Case Law Details

Case Name : Hindustan Unilever Limited Vs Deputy Commissioner, Commercial Taxes (Calcutta High Court)
Appeal Number : W.P. No.1384 of 2008
Date of Judgement/Order : 19/09/2014
Related Assessment Year :
Courts : All High Courts (4314) Calcutta High Court (173)

Many a times dealers face a situation where due to technical error or clerical mistake while making payment of sales tax, tax is wrongly paid in wrong account i.e. instead of paying under the head of Central sales tax, it is paid under the head State VAT/sales tax. In such case whether adjustment between both heads can be done or not is a question which arises.

The Calcutta High Court in Hindustan Uniliver Limited vs Deputy Commissioner Commercial Taxes and others W.P. 1384 of 2008 (Original side) has held that such adjustment can be done, as both taxes gets credited into the same Consolidated funds of the State. Further no interest is payable in such case on the deficit amount of tax which has been paid in other head as no loss is caused to the Government by depositing tax into the wrong head and since interest is a kind of damages for loss which a person claims for loss of money.

 

Image courtesy of mapichai at FreeDigitalPhotos.net

Image courtesy of mapichai at FreeDigitalPhotos.net

 

The High court held as under:

“the question whether Central Sales Tax and State Sales Tax are separately levied and collected do not matter. If two taxes are credited into the same fund it creates a gross credit in the fund. Similarly, short payment of Central Sales Tax in circumstances above into a fund against a corresponding increased payment of State Sales Tax into it does not reduce the gross credit. Therefore, if a dealer wants adjustment or set off, it is to be readily granted without insisting on any formalities. There is no question of charging any interest, penalty etc. provided the deposits were made concurrently. Interest is a kind of damages which a person claims for loss of money, according to Bhai Jaspal Singh and Another Vs. Assistant Commissioner of Commercial Taxes and Others reported in (2011) 1 SCC 39 and Indodan Industries Ltd. Vs. State of U.P. and Others reported in [2010] 27 VST 1(SC) cited by Mr. Sengupta for the petitioner. Here there is no loss to the government.”

“The Special Commissioner, Sales Tax, West Bengal has very labouriously gone into the facts, the decisions of various courts, the legislative fields of the Union and State legislature, the nature and mode of collection and Central and State Sales Tax. But his approach has been very technical. He has been pedantic. He missed the basic principles. The question before him was whether the two types of taxes were credited into the same account or into different accounts, of different departments. If it went into the same account, could it be properly said that there was a shortfall in payment of tax for which the assessee should pay interest?

The discussion above shows that the gross tax paid by the assessee was not even a paisa short and that it was paid into one account or one fund. Therefore, there could not be any monetary loss to the government for which it could legitimately claim interest.”

The Hon’ble High Court further held that this kind of an adjustment can be made only when taxes paid in excess or short paid are credited into a known account or fund and can be easily adjusted. This ratio would not apply in case of interdepartmental adjustment or completely different types of taxes.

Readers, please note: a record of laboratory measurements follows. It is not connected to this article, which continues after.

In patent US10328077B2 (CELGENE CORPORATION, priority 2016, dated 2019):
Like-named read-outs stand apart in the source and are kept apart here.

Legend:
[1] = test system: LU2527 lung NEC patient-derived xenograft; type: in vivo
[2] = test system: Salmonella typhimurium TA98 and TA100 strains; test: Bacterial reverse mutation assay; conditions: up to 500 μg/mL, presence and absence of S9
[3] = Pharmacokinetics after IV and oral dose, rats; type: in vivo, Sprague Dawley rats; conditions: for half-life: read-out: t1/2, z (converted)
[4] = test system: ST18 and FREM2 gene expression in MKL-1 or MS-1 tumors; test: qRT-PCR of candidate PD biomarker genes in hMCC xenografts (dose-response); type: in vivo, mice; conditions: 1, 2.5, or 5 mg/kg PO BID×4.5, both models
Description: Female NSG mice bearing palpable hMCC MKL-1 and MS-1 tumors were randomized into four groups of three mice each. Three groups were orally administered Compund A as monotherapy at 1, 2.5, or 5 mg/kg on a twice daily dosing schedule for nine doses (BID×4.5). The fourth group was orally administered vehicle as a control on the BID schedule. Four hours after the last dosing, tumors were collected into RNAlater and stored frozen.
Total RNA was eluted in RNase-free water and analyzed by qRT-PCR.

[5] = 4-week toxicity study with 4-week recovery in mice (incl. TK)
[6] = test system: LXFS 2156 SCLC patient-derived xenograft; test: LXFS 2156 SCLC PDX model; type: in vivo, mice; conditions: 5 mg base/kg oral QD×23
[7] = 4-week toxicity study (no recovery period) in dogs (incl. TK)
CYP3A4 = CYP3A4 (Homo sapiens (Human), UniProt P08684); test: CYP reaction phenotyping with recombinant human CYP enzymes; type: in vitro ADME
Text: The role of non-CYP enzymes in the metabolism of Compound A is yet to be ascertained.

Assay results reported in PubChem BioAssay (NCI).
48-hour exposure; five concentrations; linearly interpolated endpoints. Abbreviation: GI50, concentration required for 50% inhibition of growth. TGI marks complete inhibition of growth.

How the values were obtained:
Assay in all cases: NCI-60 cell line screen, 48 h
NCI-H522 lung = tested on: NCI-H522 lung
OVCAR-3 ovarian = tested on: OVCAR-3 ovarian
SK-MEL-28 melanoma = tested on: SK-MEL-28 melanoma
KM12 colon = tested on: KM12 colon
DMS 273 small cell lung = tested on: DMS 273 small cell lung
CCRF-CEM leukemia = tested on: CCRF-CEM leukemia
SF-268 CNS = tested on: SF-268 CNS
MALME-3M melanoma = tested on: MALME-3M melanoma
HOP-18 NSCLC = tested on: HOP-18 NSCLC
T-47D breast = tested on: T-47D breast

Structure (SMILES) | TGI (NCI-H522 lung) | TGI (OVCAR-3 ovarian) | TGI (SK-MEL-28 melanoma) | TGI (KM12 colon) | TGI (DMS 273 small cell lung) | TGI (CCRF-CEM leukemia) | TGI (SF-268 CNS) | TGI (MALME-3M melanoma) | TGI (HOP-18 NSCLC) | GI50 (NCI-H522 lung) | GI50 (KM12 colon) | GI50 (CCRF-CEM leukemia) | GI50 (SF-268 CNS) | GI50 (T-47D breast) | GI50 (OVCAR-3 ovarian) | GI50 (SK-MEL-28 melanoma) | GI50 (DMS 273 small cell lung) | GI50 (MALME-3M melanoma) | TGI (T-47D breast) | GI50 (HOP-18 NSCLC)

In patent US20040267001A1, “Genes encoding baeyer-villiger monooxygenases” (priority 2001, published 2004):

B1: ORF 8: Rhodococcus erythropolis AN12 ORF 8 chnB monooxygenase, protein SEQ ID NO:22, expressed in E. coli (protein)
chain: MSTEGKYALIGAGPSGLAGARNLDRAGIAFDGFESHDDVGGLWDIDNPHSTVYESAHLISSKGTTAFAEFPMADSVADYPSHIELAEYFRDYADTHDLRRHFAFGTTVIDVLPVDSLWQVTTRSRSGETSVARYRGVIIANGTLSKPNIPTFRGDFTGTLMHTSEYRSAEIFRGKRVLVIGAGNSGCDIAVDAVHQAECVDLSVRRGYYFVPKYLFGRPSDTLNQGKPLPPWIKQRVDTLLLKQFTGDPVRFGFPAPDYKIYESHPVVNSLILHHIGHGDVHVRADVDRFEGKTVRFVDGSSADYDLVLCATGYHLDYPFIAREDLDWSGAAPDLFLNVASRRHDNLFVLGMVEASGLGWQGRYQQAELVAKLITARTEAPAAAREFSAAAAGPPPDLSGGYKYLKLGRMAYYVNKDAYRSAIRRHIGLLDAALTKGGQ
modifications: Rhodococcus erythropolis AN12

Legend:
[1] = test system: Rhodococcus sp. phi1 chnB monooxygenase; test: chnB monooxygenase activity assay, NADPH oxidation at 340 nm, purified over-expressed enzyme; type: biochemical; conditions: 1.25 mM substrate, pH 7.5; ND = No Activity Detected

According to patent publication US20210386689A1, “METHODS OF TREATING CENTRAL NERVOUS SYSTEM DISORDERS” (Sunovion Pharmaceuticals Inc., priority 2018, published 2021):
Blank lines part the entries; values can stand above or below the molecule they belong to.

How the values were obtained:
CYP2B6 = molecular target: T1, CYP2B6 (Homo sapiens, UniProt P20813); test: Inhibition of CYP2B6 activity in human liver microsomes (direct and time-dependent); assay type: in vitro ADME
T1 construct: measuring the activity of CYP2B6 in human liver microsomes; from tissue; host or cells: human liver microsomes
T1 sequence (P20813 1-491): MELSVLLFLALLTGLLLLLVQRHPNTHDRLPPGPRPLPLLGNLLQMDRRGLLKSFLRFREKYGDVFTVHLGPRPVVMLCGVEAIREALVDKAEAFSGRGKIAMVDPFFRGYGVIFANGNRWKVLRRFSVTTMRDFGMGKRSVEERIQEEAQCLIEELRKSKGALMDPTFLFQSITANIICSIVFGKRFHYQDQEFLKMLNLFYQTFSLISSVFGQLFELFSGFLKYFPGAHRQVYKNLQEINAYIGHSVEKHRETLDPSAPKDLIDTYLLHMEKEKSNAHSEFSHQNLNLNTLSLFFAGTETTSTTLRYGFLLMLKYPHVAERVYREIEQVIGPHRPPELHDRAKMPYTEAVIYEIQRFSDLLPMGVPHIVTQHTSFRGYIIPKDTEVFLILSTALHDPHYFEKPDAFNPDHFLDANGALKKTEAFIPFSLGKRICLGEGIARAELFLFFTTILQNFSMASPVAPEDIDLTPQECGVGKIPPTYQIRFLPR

The Full Judgement is as follows:

IN THE HIGH COURT AT CALCUTTA

Constitutional Writ Jurisdiction

Original Side

Hindustan Unilever Limited

Vs.

Deputy Commissioner, Commercial Taxes,

W.P. No.1384 of 2008

Corporate Division & Ors.

Heard On: – 11.09.2014

Judgement On: – 19.09.2014

I.P. MUKERJI, J.

This case is very interesting. The writ petitioner is registered under the Central Sales Tax Act, 1956 as well as the West Bengal Sales Tax Act 1994. It makes sales under both the Acts. Under the Central Sales Tax Act it made sales of various items to the canteen stores department in Assam during four quarters ending 31st December, 2003. The sale value was Rs.10,18,30,914/-. Chargeable Central Sales Tax was @ 4%. The writ petitioner also regularly made sales under West Bengal Sales Tax Act.

I would like to say this at the outset, that undisputedly collection of 4% Central Sales Tax and State Sales Tax or VAT is credited directly into the consolidated fund of the State.

This was observed in Cotmac Private Limited Vs. Commercial Tax Officer , 20 STC 20, by a Division Bench of the Mysore High Court as follows:-

“It is not possible, in our opinion, to adjust the tax refundable under one Act against Tax due under another Act. The fact that even the tax levied under the Central Act is ultimately intended for State purposes and may therefore get directly credited into the Consolidated Fund of the State, would make no difference, because the two taxes are distinct and different, and levied under two different statutes, one of the State Legislature and the other of Parliament.”

Now, a clerical mistake has given rise to the problem in this case. While doing ministerial activities like making entries, writing challans and depositing tax, the clerical staff of the writ petitioner deposited a part of the Central Sales Tax collection as Sales Tax under the State Act.

The result was that there was an excess payment of Sales Tax and an equal under payment of Central Sales Tax. For short payment of Central Sales Tax the writ petitioner is theoretically liable to pay interest under Section 31 of the West Bengal Sales Tax Act, 1994 which has been made applicable to Central Sales Tax.